Inside Google’s Plan to Kill the Cookie
Next year, Google will get rid of third-party cookies, the tracking tool marketers and data hogs have used to follow you around the web since 1994. To replace the cookie, Google has an offering for the world. It’s called “Privacy Sandbox,” a set of proposed changes to Chrome and Android which—according to the company—will establish a targeted advertising system that’s much better for your privacy. This could fundamentally transform how any company makes money on the internet, and just about everyone, whether they love privacy or love targeted ads, has complaints. In an exclusive interview with Gizmodo, Google broke down its pitch. It’s an unprecedented peek at the inner workings of a tech giant’s master plan.
“We are making one of the largest changes to how the Internet works at a time when people, more than ever, are relying on the free services and content that the web offers,” said Victor Wong, Google’s senior director of product management for Privacy Sandbox. “I thought it was critical that we share how we’re approaching this.”
People on every side of the issue paint Wong and his team as a band of internet bogeymen. Some players that buy, sell, and deliver ads are terrified that Privacy Sandbox will cut off data that’s critical to their businesses. Paradoxically, consumer advocates say Privacy Sandbox just lets Google and others spy on you in a different way. Meanwhile, regulators across the globe are hunting for evidence that this is all a self-dealing play that will solidify a digital advertising monopoly.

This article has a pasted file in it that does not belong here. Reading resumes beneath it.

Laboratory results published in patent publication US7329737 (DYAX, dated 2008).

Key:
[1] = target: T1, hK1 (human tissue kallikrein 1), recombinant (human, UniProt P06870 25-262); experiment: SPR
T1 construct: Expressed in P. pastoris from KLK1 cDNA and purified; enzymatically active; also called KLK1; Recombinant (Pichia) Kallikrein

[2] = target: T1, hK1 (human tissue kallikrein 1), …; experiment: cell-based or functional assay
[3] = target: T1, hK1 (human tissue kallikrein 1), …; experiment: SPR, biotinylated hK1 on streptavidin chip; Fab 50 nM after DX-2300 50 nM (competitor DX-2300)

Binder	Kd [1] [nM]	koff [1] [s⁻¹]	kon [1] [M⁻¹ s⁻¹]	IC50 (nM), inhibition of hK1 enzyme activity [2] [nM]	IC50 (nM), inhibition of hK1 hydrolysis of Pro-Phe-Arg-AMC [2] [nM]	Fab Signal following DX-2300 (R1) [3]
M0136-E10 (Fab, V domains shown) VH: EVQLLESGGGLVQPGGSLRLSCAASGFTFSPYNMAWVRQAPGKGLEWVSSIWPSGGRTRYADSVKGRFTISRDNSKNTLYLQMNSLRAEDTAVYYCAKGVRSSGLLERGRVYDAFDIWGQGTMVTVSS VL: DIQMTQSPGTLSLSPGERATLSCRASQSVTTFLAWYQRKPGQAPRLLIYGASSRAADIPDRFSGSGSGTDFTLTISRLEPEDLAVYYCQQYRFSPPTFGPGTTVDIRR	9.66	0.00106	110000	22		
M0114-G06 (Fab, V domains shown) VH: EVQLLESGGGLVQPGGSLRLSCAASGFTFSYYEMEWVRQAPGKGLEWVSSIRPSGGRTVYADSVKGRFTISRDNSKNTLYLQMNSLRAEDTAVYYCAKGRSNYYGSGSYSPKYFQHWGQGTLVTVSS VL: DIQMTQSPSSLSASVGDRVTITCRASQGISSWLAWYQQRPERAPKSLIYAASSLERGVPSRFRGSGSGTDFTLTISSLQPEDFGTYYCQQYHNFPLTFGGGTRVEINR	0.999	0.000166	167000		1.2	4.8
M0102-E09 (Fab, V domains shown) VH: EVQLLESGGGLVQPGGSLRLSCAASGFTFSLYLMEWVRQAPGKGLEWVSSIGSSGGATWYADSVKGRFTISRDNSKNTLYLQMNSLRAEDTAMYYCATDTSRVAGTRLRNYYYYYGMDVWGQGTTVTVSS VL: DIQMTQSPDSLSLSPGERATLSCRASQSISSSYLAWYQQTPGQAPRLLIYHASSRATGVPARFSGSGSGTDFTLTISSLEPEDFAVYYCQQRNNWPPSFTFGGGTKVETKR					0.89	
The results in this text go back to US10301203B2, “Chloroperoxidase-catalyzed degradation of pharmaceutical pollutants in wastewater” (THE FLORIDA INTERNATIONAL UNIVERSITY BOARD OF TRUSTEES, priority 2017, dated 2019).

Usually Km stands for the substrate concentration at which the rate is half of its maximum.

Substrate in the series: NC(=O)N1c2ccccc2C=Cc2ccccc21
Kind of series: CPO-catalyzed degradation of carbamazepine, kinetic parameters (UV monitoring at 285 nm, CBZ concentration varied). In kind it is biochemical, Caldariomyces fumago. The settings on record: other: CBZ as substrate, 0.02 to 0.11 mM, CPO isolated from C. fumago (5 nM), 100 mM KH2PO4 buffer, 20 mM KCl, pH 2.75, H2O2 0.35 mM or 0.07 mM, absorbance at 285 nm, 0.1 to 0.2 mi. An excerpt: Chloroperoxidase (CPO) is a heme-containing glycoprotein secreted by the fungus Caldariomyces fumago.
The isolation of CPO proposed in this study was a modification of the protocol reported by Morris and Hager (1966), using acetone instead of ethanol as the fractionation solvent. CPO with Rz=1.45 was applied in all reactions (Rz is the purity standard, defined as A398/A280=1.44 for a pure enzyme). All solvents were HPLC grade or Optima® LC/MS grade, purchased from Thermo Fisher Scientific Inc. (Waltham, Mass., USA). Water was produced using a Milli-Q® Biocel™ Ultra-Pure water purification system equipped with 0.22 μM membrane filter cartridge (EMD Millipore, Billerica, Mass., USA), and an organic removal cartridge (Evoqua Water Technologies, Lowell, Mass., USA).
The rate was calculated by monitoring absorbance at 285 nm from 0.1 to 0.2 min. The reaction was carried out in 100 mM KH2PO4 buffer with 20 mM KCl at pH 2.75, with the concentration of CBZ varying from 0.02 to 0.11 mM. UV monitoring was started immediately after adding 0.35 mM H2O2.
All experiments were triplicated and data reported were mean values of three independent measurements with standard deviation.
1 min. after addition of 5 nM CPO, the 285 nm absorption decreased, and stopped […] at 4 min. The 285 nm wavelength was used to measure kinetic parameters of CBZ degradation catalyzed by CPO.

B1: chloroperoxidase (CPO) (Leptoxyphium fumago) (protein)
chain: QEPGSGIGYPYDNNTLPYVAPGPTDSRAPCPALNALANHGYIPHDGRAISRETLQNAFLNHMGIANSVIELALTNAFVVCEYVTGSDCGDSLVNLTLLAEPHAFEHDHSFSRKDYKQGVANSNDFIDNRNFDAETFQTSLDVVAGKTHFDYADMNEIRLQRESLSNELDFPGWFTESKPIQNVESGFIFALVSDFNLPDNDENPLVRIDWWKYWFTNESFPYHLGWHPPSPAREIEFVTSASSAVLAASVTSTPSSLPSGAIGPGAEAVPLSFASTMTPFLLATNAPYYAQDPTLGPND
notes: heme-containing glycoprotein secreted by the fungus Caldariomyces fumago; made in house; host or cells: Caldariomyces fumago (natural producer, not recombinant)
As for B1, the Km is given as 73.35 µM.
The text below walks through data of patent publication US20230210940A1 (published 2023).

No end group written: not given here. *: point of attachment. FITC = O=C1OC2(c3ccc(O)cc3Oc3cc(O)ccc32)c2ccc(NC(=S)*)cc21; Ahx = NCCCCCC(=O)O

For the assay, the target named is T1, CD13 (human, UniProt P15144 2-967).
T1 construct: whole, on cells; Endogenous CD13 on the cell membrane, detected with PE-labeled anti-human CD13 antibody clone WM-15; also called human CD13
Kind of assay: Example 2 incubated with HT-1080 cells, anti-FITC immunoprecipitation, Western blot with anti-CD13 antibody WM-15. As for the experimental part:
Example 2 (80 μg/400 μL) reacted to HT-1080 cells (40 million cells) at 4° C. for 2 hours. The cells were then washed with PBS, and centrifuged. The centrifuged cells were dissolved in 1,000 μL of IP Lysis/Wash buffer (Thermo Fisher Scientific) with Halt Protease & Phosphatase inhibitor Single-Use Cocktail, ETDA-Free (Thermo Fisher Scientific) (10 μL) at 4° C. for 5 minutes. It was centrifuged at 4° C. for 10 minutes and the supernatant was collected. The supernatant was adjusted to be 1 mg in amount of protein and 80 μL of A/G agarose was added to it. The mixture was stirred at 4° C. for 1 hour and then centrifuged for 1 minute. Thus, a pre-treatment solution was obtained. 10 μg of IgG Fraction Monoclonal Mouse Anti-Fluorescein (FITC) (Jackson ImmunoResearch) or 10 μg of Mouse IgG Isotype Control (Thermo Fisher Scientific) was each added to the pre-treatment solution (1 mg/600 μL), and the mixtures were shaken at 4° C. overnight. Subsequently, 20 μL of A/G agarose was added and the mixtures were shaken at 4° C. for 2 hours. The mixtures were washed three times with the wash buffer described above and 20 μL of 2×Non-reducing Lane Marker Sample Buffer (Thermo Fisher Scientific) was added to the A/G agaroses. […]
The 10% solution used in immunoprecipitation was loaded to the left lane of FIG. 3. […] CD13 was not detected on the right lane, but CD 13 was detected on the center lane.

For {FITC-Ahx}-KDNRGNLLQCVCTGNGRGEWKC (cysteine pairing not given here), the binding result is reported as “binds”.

In other words, Google needs to woo organizations whose interests are diametrically opposed if Privacy Sandbox is going to work. After years of technical updates and scrapped proposals, Google is switching to a charm offensive to convince the world to get on board. Wong published a blogpost Thursday that lays out the argument: the internet needs to be free, and we need targeted ads to keep it that way, but at the same time, we need a collaborative solution that brings the data free-for-all to a close.
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Right now, third-party cookies make it easy for just about anyone to track you as you hop around different parts of the web. These cookies are blocked in Apple’s Safari and other browsers like Firefox, but not in Google Chrome, the browser of choice for the vast majority of the world. When Chrome blocks those cookies, they’re effectively dead.
Apple made a change with similar impacts that lets iPhones users block some mobile data collection with a setting called App Tracking Transparency. But Apple didn’t offer much to replace that data, which caused massive disruption in the ad business. Google, which makes its money on ads, can’t nuke data collection without an alternative—especially when the Department of Justice is already accusing the company of an advertising monopoly in a looming lawsuit.
Privacy Sandbox is that alternative. It’s complicated, but the easiest way to explain it is that it turns Chrome and Android into tracking tools. Browsers and phones running on Google infrastructure will collect data about what you do, and advertising companies can use that information without learning your identity. The underlying data never leaves your device, and no one, not even Google, ever gets to see it, according to Wong. Google swears this change won’t hurt its competition either, because the technology is compatible with outside advertising systems and because it’s free to use.